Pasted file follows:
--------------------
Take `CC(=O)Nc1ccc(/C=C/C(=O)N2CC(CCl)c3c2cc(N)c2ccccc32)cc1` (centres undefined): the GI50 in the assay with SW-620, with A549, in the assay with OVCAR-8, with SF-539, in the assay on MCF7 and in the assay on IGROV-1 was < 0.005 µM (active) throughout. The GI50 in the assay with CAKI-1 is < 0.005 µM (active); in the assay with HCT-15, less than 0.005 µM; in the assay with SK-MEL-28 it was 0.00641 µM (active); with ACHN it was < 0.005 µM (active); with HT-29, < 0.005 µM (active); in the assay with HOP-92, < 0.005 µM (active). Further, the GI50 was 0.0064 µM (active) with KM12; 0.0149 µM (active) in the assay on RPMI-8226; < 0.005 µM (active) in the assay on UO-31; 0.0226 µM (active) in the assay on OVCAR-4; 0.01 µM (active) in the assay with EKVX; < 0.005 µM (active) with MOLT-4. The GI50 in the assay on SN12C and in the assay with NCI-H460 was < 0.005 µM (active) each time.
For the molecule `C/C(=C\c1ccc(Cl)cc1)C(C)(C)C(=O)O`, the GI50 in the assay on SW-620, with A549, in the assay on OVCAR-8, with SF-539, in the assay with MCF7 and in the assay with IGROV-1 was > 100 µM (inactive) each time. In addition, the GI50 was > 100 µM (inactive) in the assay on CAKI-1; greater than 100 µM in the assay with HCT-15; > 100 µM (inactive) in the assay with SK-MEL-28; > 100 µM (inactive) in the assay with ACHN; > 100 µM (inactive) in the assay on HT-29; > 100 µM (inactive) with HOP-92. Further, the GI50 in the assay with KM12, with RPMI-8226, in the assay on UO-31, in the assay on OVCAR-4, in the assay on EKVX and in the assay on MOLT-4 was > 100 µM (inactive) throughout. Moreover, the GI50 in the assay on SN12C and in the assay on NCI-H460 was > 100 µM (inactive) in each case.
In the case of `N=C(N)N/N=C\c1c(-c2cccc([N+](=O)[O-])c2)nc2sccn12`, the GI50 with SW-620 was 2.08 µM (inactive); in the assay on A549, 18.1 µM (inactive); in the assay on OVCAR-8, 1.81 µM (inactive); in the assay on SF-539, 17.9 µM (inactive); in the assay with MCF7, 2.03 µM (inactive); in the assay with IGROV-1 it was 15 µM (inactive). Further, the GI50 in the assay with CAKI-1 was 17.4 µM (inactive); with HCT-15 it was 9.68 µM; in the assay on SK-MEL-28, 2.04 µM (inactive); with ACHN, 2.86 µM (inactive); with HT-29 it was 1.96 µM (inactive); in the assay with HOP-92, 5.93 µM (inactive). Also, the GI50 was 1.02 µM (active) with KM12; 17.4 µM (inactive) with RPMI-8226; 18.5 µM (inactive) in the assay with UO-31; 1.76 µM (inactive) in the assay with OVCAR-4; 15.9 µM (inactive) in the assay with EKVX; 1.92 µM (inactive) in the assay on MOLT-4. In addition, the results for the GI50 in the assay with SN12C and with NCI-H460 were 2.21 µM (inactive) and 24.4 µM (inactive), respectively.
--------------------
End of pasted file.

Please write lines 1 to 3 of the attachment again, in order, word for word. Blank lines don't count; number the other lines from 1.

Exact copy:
Take `CC(=O)Nc1ccc(/C=C/C(=O)N2CC(CCl)c3c2cc(N)c2ccccc32)cc1` (centres undefined): the GI50 in the assay with SW-620, with A549, in the assay with OVCAR-8, with SF-539, in the assay on MCF7 and in the assay on IGROV-1 was < 0.005 µM (active) throughout. The GI50 in the assay with CAKI-1 is < 0.005 µM (active); in the assay with HCT-15, less than 0.005 µM; in the assay with SK-MEL-28 it was 0.00641 µM (active); with ACHN it was < 0.005 µM (active); with HT-29, < 0.005 µM (active); in the assay with HOP-92, < 0.005 µM (active). Further, the GI50 was 0.0064 µM (active) with KM12; 0.0149 µM (active) in the assay on RPMI-8226; < 0.005 µM (active) in the assay on UO-31; 0.0226 µM (active) in the assay on OVCAR-4; 0.01 µM (active) in the assay with EKVX; < 0.005 µM (active) with MOLT-4. The GI50 in the assay on SN12C and in the assay with NCI-H460 was < 0.005 µM (active) each time.
For the molecule `C/C(=C\c1ccc(Cl)cc1)C(C)(C)C(=O)O`, the GI50 in the assay on SW-620, with A549, in the assay on OVCAR-8, with SF-539, in the assay with MCF7 and in the assay with IGROV-1 was > 100 µM (inactive) each time. In addition, the GI50 was > 100 µM (inactive) in the assay on CAKI-1; greater than 100 µM in the assay with HCT-15; > 100 µM (inactive) in the assay with SK-MEL-28; > 100 µM (inactive) in the assay with ACHN; > 100 µM (inactive) in the assay on HT-29; > 100 µM (inactive) with HOP-92. Further, the GI50 in the assay with KM12, with RPMI-8226, in the assay on UO-31, in the assay on OVCAR-4, in the assay on EKVX and in the assay on MOLT-4 was > 100 µM (inactive) throughout. Moreover, the GI50 in the assay on SN12C and in the assay on NCI-H460 was > 100 µM (inactive) in each case.
In the case of `N=C(N)N/N=C\c1c(-c2cccc([N+](=O)[O-])c2)nc2sccn12`, the GI50 with SW-620 was 2.08 µM (inactive); in the assay on A549, 18.1 µM (inactive); in the assay on OVCAR-8, 1.81 µM (inactive); in the assay on SF-539, 17.9 µM (inactive); in the assay with MCF7, 2.03 µM (inactive); in the assay with IGROV-1 it was 15 µM (inactive). Further, the GI50 in the assay with CAKI-1 was 17.4 µM (inactive); with HCT-15 it was 9.68 µM; in the assay on SK-MEL-28, 2.04 µM (inactive); with ACHN, 2.86 µM (inactive); with HT-29 it was 1.96 µM (inactive); in the assay with HOP-92, 5.93 µM (inactive). Also, the GI50 was 1.02 µM (active) with KM12; 17.4 µM (inactive) with RPMI-8226; 18.5 µM (inactive) in the assay with UO-31; 1.76 µM (inactive) in the assay with OVCAR-4; 15.9 µM (inactive) in the assay with EKVX; 1.92 µM (inactive) in the assay on MOLT-4. In addition, the results for the GI50 in the assay with SN12C and with NCI-H460 were 2.21 µM (inactive) and 24.4 µM (inactive), respectively.